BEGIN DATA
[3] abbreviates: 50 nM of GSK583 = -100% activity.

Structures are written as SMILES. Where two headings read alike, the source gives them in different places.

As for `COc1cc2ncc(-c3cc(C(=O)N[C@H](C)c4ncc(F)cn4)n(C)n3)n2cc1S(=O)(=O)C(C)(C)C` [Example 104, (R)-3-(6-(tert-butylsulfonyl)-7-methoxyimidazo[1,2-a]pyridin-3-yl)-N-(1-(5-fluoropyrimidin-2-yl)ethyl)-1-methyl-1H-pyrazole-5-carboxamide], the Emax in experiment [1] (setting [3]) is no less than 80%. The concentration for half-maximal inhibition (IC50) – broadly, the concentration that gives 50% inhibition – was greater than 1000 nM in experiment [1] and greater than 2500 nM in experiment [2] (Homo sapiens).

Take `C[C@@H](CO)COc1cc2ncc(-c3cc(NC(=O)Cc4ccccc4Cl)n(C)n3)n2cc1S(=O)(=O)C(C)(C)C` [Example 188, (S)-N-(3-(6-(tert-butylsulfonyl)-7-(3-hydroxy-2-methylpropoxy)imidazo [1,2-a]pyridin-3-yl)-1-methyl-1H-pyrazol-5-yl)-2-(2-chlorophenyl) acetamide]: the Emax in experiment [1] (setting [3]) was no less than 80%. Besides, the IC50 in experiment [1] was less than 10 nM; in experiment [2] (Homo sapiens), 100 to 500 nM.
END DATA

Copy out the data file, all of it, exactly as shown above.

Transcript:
[3] abbreviates: 50 nM of GSK583 = -100% activity.

Structures are written as SMILES. Where two headings read alike, the source gives them in different places.

As for `COc1cc2ncc(-c3cc(C(=O)N[C@H](C)c4ncc(F)cn4)n(C)n3)n2cc1S(=O)(=O)C(C)(C)C` [Example 104, (R)-3-(6-(tert-butylsulfonyl)-7-methoxyimidazo[1,2-a]pyridin-3-yl)-N-(1-(5-fluoropyrimidin-2-yl)ethyl)-1-methyl-1H-pyrazole-5-carboxamide], the Emax in experiment [1] (setting [3]) is no less than 80%. The concentration for half-maximal inhibition (IC50) – broadly, the concentration that gives 50% inhibition – was greater than 1000 nM in experiment [1] and greater than 2500 nM in experiment [2] (Homo sapiens).

Take `C[C@@H](CO)COc1cc2ncc(-c3cc(NC(=O)Cc4ccccc4Cl)n(C)n3)n2cc1S(=O)(=O)C(C)(C)C` [Example 188, (S)-N-(3-(6-(tert-butylsulfonyl)-7-(3-hydroxy-2-methylpropoxy)imidazo [1,2-a]pyridin-3-yl)-1-methyl-1H-pyrazol-5-yl)-2-(2-chlorophenyl) acetamide]: the Emax in experiment [1] (setting [3]) was no less than 80%. Besides, the IC50 in experiment [1] was less than 10 nM; in experiment [2] (Homo sapiens), 100 to 500 nM.